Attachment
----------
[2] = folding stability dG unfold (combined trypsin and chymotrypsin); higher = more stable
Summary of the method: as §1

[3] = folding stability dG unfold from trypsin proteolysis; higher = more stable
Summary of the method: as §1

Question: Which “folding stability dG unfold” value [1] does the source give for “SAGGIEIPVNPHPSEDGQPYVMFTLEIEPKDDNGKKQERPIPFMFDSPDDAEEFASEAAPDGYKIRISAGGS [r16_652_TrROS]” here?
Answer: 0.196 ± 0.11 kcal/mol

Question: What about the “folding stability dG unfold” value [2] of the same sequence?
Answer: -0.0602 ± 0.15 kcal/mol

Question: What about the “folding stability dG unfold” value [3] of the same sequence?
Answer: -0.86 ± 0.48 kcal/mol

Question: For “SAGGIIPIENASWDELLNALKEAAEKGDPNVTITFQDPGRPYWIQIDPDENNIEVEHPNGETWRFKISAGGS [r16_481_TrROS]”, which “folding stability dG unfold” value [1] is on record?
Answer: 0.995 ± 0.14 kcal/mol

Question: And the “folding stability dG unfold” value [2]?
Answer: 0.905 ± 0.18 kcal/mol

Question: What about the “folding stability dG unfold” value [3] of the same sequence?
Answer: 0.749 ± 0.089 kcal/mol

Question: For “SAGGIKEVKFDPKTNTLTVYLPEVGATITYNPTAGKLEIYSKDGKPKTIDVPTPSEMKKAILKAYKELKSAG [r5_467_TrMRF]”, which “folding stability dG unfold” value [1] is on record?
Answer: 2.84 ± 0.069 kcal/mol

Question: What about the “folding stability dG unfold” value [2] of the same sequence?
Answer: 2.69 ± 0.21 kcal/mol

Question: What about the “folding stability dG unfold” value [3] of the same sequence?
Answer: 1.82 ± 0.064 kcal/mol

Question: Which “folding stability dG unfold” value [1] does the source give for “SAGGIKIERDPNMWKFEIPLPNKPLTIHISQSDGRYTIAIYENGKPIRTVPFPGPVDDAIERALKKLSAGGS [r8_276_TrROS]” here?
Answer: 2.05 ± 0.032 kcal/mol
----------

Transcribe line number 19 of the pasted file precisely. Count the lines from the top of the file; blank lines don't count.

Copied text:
Question: What about the “folding stability dG unfold” value [2] of the same sequence?